Emory Report
May 4, 2009
Volume 61, Number 30


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May 4
, 2009
Oxford’s East Village brings home the gold

By Cathy Wooten

Just a stone’s throw from Emory’s oldest campus building — Phi Gamma Hall, built in 1851 and a symbol of the university’s beginnings — stands a new building that is emblematic of Emory’s 21st-century goals for sustainable design and construction. East Village, an Oxford College residential complex that opened in fall 2008, was recently awardeda a LEED (Leadership in Energy and Environmental Design) Gold rating.

East Village is Emory’s first newly constructed building to achieve the gold level of certification; in 2005 Goizueta Business School received a gold-level LEED-EB, which is awarded to existing buildings.

LEED designation is awarded by the U.S. Green Building Council, a nonprofit organization that certifies sustainable businesses, homes, hospitals, schools and neighborhoods. LEED candidates must apply for consideration and undergo a rigorous review of their construction and design.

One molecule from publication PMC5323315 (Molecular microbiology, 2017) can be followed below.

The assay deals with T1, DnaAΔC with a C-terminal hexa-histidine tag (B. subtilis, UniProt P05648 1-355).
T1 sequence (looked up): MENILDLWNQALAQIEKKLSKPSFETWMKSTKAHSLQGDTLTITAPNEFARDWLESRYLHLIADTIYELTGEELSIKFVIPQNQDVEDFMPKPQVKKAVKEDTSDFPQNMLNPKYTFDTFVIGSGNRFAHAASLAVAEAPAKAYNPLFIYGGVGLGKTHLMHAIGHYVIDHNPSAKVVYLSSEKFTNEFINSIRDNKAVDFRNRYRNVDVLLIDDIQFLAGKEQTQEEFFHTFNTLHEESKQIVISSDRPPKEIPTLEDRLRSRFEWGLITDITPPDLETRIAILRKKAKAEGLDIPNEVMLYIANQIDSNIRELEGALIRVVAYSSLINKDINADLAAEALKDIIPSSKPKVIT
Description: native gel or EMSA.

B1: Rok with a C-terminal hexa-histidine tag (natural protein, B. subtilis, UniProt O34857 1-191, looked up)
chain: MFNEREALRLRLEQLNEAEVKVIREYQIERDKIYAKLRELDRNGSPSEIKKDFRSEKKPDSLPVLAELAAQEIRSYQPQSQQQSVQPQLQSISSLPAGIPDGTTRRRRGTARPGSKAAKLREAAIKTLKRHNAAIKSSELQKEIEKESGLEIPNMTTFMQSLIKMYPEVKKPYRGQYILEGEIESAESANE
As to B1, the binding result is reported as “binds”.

A highlight of East Village’s green design is an innovative storm-water system. Rainwater is collected from the roof and the surrounding streets using a series of artful and aesthetic catchments. These include granite-cobble splash pads, which direct the water into areas where a special soil mixture and selected vegetation filter contaminants and allow the water to percolate back into the ground, recharging the aquifer. Rainwater from the roof of the main lobby flows from a rain leader into a decorative basin, which quickly fills and cascades into a circular pool in East Village’s central wooded courtyard, where it is then piped to an underground cistern. The cistern, which holds 20,000 gallons, is used to irrigate the surrounding grounds during dry periods.

As a LEED Gold building, East Village is a living lesson in sustainable practices for its residents and other students, but its design also includes space for literal classrooms. A modern kitchen facility in the commons area is large enough to accommodate cooking classes, where sustainable food choices and healthy preparation can be demonstrated. Other features include the use of natural daylight, low-flow plumbing fixtures and a highly efficient heating and cooling system.

East Village opened in fall 2008 and accommodates approximately 350 students.